Rio de Janeiro Olympics
Aug. 19, 2016
click here for complete results

Women's 5000 m Final
1. Vivian Jepkemoi Cheruiyot (Kenya) - 14:26.17 - OR
2. Hellen Onsando Obiri (Kenya) - 14:29.77
3. Almaz Ayana (Ethiopia) - 14:33.59
4. Mercy Cherono (Kenya) - 14:42.89
5. Senbere Teferi (Ethiopia) - 14:43.75
-----
15. Miyuki Uehara (Japan) - 15:34.97

Men's 4x100 m Final
1. Jamaica - 37.27
2. Japan - 37.60 - AR
3. Canada - 37.64 - NR

Women's 20 km Race Walk Final
1. Hong Liu (China) - 1:28:35
2. Maria Guadalupe Gonzalez (Mexico) - 1:28:37
3. Xiuzhi Lu (China) - 1:28:42
-----
16. Kumiko Okada (Japan) - 1:32:42

Men's 50 km Race Walk Final
1. Matej Toth (Slovakia) - 3:40:58
2. Jared Tallent (Australia) - 3:41:16
3. Hirooki Arai (Japan) - 3:41:24
-----
4. Evan Dunfee (Canada) - 3:41:38 - NR
14. Takayuki Tanii (Japan) - 3:51:00
27. Koichiro Morioka (Japan) - 3:58:59

Men's 4x400 m Relay Heat 1
1. Jamaica - 2:58.29 - Q
2. U.S.A. - 2:58.38 - Q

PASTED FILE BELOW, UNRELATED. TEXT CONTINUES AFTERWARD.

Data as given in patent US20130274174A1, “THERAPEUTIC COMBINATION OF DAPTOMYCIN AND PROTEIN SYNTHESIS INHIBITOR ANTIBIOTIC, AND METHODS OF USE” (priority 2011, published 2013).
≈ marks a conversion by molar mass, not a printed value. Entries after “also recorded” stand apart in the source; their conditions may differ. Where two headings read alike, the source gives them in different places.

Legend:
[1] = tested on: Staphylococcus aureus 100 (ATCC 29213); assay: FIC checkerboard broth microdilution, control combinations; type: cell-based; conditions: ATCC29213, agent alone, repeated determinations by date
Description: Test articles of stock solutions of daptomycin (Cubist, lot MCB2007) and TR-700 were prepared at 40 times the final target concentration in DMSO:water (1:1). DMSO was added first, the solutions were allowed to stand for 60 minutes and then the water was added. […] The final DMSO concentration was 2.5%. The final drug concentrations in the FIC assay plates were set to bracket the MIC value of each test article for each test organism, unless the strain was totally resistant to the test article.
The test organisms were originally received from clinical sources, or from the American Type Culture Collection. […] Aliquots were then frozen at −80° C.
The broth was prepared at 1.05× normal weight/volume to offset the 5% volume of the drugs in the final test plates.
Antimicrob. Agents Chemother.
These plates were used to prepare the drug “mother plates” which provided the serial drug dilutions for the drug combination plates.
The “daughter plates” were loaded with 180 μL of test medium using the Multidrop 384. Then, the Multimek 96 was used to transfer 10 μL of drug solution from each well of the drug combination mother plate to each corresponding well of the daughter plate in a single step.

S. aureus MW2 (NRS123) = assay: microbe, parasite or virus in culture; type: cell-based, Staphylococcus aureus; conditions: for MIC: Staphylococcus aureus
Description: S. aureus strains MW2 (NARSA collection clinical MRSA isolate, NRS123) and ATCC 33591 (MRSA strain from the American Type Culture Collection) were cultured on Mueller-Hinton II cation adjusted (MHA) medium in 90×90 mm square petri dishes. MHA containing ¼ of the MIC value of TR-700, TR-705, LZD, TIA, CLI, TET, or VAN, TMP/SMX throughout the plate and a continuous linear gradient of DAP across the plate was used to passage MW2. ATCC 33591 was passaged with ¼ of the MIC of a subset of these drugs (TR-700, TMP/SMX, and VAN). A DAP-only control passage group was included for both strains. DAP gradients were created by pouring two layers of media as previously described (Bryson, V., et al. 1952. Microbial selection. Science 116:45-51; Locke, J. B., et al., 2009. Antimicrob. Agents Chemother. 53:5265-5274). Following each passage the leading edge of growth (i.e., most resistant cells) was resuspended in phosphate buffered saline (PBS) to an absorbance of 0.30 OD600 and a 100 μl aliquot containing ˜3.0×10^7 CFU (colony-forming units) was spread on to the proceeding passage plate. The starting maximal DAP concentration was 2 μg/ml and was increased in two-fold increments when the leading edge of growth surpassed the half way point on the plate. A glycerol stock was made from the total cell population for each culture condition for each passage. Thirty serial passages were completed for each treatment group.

3. Botswana - 2:59.35 - Q, NR
-----
7. Japan - 3:02.95

© 2016 Brett Larner
all rights reserved

Comments

TokyoRacer said…
Cambridge will get most of the glory, but Kiryu ran a tremendous 3rd leg. It looked like he was even with the US and Jamaica at the start, but finished well ahead of them. That is, he outran Gay and Blake, two of the greatest sprinters of all time.

Most-Read This Week

Kusu Runs Steeplechase World-Leading Time, Yabuta and Yoshimura Break National Records, Tanaka Just Misses Fukushi's NR - Kitami and Liege Highlights

Wednesday afternoon and evening saw the fourth meet in this year's five-part Hokuren Distance Challenge series, this time in the town of Kitami. The program included the little-raced 2000 m steeplechase as a tuneup for Monday's series-closing Abashiri meet, and in both the women's and men's races the national records went down. A top collegiate steepler while at Kyoto Sangyo University, Yui Yabuta (Otsuka Seiyaku) ran 6:27.74 to break the women's record. In the men's race 1500 m specialist Yasunari Kusu (Ami AC) surprised many by breaking the Japanese national record with a world-leading 5:31.82 despite little experience in the steeple.